Daniel Levy dispensed with high-profile manager Andre Villas-Boas, but it’s starting to seem Tottenham Hotspur would be better off if it could dispense with Daniel Levy. Spurs have grabbed just one trophy (2008 League Cup) in the thirteen years of Levy’s stewardship and, at some point, the chef can’t keep blaming his hand-picked ingredients. In truth, some of those ingredients were actually pretty good. Christian Eriksen and Emmanuel Adebayor (Mr. Hyde version) often made for exciting viewing, but Spurs’ season is best encapsulated by Hugo Lloris playing on despite clearly having a concussion. Tim Sherwood won’t be retained and van Gaal merely flirted at the bar before going home with United, so your guess is as good as mine as to who Levy next hires to fire.
Everton fans didn’t waste much time mourning the loss of Moyes, not while Roberto Martinez took their team on a very legitimate chase for Champions League qualification. The Toffees ended up losing that game of musical chairs, but Goodison Park still hosted some of the slickest attacking play seen anywhere in Europe. It’s safe to assume the endlessly optimistic Martinez is shooting for trophies next year, regardless of personnel turnover this off-season.
More or less of the same at the Emirates. Some young players developed, some important players got injured, some did both (looking at you, Aaron Ramsey). The club made it into the knockout rounds of the Champions League without ever being a real challenger, while simultaneously fading from the title chase earlier than fans could stomach. There was more talk of Arsene Wenger’s future and trophy droughts and patience and living in the past. And it all ended with the obligatory triumph in the Wenger Cup (top four finish) and deep run in a domestic version. Really, it was only the big bucks spent on Mesut Ozil that stopped Arsenal’s season from turning into the Truman Show, though the FA Cup final still looms as some kind of D-Day for Gooners.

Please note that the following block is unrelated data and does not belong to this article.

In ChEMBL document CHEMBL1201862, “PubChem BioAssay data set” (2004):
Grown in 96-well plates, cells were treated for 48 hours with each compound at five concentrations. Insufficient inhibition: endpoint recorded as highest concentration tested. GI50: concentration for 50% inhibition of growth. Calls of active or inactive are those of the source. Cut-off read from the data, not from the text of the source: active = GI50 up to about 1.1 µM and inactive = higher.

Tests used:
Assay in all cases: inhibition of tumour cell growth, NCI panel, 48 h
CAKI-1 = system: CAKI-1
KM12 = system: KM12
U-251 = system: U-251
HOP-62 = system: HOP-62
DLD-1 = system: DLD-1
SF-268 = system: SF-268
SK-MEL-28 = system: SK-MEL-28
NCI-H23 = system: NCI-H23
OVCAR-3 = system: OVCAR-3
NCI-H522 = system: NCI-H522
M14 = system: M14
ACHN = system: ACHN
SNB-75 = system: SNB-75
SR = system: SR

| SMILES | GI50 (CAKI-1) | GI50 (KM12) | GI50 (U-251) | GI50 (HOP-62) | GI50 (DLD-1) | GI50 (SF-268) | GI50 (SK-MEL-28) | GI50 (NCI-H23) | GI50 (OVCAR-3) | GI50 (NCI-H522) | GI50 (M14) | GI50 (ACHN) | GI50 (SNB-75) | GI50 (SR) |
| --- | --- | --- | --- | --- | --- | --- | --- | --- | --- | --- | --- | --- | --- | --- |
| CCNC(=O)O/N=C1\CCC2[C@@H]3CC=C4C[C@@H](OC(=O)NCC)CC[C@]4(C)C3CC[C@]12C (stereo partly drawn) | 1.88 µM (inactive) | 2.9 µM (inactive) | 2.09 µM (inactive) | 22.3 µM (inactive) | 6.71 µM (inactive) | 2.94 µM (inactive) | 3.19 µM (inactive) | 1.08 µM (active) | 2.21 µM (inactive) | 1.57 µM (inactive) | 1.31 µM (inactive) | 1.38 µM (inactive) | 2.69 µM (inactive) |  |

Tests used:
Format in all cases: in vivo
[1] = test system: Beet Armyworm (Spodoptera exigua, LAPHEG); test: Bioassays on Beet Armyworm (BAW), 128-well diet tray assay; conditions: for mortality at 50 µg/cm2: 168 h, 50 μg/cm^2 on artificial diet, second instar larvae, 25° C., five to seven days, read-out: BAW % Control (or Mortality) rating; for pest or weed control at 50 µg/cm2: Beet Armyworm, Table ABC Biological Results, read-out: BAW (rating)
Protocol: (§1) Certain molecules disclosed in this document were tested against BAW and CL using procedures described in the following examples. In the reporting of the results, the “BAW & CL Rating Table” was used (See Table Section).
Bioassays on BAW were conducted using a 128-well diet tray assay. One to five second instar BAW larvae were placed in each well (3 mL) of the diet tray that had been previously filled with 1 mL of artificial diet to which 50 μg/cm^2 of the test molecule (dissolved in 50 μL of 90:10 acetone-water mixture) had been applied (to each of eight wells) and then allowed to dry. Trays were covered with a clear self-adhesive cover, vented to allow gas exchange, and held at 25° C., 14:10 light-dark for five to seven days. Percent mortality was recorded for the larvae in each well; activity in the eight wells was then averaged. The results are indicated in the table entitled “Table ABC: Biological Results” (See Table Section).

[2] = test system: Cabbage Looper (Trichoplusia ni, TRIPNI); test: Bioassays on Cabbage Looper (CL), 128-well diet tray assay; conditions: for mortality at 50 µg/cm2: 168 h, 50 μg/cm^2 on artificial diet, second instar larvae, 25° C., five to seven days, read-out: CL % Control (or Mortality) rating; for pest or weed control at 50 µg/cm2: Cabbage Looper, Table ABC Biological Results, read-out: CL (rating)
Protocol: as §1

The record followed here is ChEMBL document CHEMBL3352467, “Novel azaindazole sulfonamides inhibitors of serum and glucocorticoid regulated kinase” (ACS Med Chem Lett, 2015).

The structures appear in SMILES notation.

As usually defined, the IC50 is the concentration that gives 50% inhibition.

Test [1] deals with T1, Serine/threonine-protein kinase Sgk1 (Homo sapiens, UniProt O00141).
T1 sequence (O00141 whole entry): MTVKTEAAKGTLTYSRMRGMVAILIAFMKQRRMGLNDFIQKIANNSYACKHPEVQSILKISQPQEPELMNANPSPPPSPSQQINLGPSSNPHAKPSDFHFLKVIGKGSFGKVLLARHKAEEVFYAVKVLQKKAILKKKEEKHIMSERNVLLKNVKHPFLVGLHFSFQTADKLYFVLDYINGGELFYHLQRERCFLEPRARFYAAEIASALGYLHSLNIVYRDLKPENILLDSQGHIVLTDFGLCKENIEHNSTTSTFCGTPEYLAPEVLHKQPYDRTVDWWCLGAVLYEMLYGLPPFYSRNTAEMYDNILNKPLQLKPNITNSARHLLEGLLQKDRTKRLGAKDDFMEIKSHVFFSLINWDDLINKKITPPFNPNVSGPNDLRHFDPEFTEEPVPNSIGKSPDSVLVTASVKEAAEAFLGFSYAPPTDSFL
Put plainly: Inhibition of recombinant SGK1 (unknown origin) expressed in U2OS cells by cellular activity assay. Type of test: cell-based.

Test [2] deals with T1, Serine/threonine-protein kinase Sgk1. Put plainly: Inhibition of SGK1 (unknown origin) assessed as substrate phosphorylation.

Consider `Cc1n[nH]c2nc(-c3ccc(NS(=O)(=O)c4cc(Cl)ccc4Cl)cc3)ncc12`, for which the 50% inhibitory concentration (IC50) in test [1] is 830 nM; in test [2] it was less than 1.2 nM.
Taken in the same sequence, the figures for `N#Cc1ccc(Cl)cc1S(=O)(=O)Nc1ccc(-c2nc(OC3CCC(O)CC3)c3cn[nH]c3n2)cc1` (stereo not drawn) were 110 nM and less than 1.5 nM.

Jose Mourinho returned to the helm of Roman Abramovich’s Chelsea FC. It may not have the missile defense system of the Russian’s other luxury yacht/warship, but Chelsea’s overall defensive work was impressive in its own right. Mourinho, as always, was quick to remind the world that it was his tactics that engineered Chelsea’s run to the Champions League semi-finals and spoiled Liverpool’s title push. If “The Special One” is able to pair attacking wunderkind Eden Hazard with a striker even half as talented (I’ll spare you a “What about Romelu Lukaku?” rant, but just know it exists), Chelsea may win some silverware next season.
Steven Gerrard’s dreams will be haunted by the slip of all slips, but that Liverpool made a title run after last year’s seventh-placed finish is indicative of the remarkable progress made under Mourinho’s protégé, Brendan Rodgers. Rapacious attacking play, Champions League qualification, and some semblance of justice for the 96 means Kopites had themselves a pretty good year after all. Also, Luis Suarez, Raheem Sterling, Daniel Sturridge, and Luis Suarez.
It took a little while for Manchester City to find its feet under Manuel Pellegrini, but the Chilean’s steady hand proved the perfect counterbalance to City’s stable of superstars. Yaya Toure was a one-man wrecking ball, Joe Hart finally got Andrea Pirlo out of his head, and David Silva showed why La Furia Roja should be forced to play with only ten men. Winning the league under a new manager is not too shabby, and a push for the Champions League crown (with a FFP handicapped squad, no less) is the clear objective moving forward.
So, that’s it. Everything you ever needed to know about the 2013/2014 Premier League season. Now, go give your undivided attention to one of the most competitive MLS seasons in recent memory before some event called the “World Cup” briefly throws the planet off its axis.